The Fourth Industrial Revolution (4RI) is nigh. There is much about technology breakthroughs in a number of fields, including robotics, artificial intelligence, nanotechnology, quantum computing, biotechnology, Internet of Things, 3D printing and autonomous vehicles.
It will disrupt almost every industry in every country. And the breadth and depth of these changes will transform entire systems of production, sales, management and governance.
This 4IR is, however, fundamentally different from previous industrial change. It is characterised by a range of new technologies that are fusing the physical, digital and biological worlds, impacting all disciplines, economies and industries, and even challenge ideas about what it means to be human.
The technology revolution will have greater upheaval than the privatisations in 1970-1996. You may remember or heard of the turmoil and strikes in industries such as shipbuilding, the car industry and coal mines. Other went smoothly such as British Telecom that moved rapidly from loss to profit and staff reduction, and British Airways moved to passenger growth and profitability.
4IR needs leadership. All employees need full training sessions in how to handle change.
4IR change will be more rapid and will often totally transform entire systems. This will impact people in all functions and increase efficiency. All employees will need appropriate skills training in how to cope with change. This will be a vital area for L&D. All of us will be faced with challenges. From the CEO to little Joe will need to adapt.
We don’t know our challenges, but we can guess. Some will have the ability to accept change, and some will need your help, and some will fight change.
We in L&D failed in the privatisation change. We did not create a learning environment. Many could not integrate their thoughts and feelings. We needed to relate to one another. There was them; there was us, and, um, another us and another them. We needed a sense of shared purpose and trust. What could be achieved that all could benefit from and then act towards a common good?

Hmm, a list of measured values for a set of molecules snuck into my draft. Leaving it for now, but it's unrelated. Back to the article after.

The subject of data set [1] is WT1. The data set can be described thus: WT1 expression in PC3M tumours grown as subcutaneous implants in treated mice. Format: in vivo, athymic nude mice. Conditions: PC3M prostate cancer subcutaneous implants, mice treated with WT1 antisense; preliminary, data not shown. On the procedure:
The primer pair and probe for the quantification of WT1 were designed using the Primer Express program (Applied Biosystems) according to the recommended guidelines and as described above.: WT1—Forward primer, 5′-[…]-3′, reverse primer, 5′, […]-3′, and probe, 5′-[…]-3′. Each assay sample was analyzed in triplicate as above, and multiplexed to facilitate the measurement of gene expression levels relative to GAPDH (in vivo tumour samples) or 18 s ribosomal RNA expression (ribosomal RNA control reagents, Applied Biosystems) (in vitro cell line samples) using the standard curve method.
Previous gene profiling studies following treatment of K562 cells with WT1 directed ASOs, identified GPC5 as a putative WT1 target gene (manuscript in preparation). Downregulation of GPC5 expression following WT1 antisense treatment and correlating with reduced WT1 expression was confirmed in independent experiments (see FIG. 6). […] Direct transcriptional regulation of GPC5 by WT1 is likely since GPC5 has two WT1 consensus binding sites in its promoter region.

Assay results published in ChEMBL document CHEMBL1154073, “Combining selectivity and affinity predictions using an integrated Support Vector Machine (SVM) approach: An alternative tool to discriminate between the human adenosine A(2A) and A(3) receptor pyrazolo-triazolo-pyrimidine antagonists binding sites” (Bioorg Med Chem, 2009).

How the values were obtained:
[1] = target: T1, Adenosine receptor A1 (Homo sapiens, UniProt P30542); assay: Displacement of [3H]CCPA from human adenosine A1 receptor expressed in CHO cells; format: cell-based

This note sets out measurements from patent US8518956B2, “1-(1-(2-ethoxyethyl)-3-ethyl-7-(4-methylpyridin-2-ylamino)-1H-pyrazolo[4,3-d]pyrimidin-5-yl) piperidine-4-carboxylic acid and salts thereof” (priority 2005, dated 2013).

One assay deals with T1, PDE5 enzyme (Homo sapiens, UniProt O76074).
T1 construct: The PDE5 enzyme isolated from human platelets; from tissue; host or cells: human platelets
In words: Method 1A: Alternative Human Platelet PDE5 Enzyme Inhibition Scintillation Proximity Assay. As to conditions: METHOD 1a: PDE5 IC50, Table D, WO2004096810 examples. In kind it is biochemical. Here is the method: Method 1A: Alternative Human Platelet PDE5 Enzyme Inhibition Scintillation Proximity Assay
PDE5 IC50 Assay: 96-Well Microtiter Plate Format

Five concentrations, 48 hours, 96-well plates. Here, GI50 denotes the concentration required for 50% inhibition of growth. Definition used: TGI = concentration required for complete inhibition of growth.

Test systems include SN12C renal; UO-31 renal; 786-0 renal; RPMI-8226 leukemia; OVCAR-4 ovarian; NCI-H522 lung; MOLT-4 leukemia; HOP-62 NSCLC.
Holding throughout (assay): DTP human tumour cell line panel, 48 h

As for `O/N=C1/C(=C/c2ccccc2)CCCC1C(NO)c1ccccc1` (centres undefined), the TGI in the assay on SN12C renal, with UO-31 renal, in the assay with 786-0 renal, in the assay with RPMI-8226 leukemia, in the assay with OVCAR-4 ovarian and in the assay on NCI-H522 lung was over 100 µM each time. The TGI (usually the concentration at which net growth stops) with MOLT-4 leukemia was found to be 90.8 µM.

The decision makers failed to engage with all those that had a stake in the change. They had meetings where one of them presented, and the opposition did the same thing, and those against walked the shop floors, and dismalness prevailed. L&D was not engaged. Management and General Training seemed to close its doors and assumed Technical Training would handle the issues and we thought HR and management would step up and help the employees, they didn’t.
4IR needs leadership. All employees need full training sessions in how to handle change. Not some Exec or HR person doing a twenty-minute lecture. Supervisors, professionals and managers will need emotional management, emotional intelligence, interpersonal skills and communication skills. Professionals and managers need the above plus presentation skills and problem-solving.
Yes, it will cost, but that is the investment in survival and the foundation of continual change because 4IR is a revolution and survival is the name of the game.
Bryce Sanders has some advice for those resistant to change.
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